This post is a little personal.
Years ago, someone I respected told me that I didn’t trust myself, and it rang true to me. Now, if you know me, this is probably one of the last things you would have guessed about me, and even my closest friends who know me very well would call me confident, accomplished, and a decision maker, certainly not someone who was wishy-washy or didn’t trust themself.
However, for years I have struggled with this statement, since as I mentioned, it did ring true to me, on a deeper level, but I couldn’t quite put my finger on how they were correct, even though I knew they totally were.
This morning, I found my son upset, and when I asked him what was wrong, he said “Dad, you are just going to tell me that the anger I am feeling is silly and not logical, so don’t worry about it. I’m okay.”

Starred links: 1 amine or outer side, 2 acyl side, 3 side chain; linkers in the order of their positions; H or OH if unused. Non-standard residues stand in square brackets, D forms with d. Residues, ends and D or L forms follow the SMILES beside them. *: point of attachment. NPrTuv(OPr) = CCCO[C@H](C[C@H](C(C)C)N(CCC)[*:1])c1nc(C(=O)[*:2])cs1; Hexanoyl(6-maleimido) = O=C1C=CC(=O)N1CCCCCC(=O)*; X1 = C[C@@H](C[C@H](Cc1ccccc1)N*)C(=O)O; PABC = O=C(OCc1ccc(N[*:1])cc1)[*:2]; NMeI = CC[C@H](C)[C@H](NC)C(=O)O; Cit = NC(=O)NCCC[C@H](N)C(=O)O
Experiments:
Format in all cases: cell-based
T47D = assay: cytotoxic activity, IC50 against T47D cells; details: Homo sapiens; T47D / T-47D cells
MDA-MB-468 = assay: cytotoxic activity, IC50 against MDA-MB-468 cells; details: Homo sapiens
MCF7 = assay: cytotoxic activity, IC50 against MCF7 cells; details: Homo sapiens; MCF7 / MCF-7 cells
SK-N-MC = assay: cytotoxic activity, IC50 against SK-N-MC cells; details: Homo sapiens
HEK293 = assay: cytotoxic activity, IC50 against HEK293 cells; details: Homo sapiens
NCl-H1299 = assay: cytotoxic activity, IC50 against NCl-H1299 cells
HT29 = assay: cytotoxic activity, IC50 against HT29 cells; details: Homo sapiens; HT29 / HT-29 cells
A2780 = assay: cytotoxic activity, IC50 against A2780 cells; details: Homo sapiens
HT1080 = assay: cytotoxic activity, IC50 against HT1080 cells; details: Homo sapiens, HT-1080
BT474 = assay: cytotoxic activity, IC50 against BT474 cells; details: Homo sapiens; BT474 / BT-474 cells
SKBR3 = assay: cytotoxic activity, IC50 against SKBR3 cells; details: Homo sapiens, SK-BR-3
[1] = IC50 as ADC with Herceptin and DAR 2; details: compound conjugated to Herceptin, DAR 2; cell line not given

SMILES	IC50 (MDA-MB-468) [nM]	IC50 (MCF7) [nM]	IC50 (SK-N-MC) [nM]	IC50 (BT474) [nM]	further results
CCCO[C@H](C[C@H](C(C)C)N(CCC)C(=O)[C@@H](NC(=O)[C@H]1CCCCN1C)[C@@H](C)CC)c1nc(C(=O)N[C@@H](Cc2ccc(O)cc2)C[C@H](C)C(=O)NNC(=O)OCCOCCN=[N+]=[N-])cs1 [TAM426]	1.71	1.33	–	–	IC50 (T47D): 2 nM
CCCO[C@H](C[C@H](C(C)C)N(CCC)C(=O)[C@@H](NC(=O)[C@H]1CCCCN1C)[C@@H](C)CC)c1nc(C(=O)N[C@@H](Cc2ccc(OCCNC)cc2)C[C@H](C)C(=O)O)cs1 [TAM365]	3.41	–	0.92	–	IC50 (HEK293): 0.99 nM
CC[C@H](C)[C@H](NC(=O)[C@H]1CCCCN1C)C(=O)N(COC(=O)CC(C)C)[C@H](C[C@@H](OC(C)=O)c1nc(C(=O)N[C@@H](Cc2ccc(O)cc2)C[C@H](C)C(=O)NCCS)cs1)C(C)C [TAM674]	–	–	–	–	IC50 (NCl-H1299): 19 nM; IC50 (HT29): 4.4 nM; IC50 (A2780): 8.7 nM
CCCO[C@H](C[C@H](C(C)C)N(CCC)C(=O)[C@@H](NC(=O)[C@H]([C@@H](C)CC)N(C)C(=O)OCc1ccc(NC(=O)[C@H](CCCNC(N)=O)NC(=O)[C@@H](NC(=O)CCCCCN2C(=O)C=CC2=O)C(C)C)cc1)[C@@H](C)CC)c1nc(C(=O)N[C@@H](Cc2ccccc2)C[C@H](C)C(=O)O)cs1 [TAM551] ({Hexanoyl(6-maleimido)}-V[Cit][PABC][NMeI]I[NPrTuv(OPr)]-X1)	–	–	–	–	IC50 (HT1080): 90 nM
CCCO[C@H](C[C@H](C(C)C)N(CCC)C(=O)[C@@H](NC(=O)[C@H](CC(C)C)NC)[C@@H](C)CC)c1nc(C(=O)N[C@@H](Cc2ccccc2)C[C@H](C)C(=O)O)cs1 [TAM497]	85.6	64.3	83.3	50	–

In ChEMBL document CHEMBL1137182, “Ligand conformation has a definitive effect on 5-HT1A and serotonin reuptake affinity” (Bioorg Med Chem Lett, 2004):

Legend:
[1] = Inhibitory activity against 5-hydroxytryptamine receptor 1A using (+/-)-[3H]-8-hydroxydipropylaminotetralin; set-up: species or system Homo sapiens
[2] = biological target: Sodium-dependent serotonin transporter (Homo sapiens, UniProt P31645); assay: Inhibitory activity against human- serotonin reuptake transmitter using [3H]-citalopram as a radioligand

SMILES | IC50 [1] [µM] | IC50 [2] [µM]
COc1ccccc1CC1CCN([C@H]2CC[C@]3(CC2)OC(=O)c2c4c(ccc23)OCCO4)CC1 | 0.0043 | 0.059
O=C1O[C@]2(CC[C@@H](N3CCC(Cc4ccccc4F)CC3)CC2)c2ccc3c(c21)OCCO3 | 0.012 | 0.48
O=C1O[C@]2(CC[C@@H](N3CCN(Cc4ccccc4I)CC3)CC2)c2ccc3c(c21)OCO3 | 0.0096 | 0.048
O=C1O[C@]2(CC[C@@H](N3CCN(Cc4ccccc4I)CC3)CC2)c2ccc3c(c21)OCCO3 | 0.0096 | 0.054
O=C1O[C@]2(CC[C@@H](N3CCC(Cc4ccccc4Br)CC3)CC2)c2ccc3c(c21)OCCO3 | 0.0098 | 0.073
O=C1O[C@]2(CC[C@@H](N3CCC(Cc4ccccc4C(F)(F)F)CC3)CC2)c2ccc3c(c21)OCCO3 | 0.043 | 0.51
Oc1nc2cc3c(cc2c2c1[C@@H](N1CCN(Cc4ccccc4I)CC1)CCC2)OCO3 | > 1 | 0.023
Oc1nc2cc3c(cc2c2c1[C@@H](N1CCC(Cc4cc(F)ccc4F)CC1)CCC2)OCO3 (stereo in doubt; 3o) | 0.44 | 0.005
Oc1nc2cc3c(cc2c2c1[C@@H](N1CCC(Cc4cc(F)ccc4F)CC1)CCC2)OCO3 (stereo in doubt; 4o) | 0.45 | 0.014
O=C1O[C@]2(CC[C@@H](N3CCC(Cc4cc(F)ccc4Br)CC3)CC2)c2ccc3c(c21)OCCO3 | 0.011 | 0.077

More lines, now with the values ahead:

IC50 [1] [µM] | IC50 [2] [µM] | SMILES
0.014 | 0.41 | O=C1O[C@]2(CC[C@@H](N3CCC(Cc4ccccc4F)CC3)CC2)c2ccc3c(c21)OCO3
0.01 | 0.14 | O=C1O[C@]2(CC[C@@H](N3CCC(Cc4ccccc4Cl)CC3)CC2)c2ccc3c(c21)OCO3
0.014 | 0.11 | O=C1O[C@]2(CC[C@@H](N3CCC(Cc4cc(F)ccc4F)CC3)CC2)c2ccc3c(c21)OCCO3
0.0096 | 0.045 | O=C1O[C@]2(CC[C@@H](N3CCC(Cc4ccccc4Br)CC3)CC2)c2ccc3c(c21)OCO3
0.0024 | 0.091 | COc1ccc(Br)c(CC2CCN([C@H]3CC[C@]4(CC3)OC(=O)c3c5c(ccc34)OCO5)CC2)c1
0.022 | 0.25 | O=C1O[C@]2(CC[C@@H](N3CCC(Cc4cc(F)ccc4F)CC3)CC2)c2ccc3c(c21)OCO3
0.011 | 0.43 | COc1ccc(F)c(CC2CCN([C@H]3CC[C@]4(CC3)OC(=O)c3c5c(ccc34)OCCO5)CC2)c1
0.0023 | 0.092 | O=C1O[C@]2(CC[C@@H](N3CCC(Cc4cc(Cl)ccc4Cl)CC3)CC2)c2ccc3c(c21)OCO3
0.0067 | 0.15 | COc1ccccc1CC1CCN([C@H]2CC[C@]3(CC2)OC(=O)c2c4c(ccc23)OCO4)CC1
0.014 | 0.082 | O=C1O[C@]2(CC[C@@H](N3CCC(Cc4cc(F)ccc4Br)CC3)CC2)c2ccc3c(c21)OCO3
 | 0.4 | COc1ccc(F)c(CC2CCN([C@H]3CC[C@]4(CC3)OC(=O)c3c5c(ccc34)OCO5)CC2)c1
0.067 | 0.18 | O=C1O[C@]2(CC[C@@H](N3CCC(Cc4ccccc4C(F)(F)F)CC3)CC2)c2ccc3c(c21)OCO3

Wow, I thought. That must be the message I have been giving him all these years, that he should ignore his feelings because they aren’t logical.
And that’s when it hit me. He must have received that message from me before, which means that I must have received that message too some where along the way. That I should ignore my feelings when they weren’t logical which explains why I always have felt that I wasn’t trusting myself – I wasn’t giving appropriate weight to my own inner feelings. (However, it doesn’t work that way. Feelings and logic are both relevant in decision making and both sides need to be considered, as you know, and I told him this morning.)
So the point is, by listening to the assumptions that our kids tell us about what we are telling them, we can hear first hand what we probably were told by our parents when we were younger, and learn more about those internal messages that we are probably still telling ourselves as well.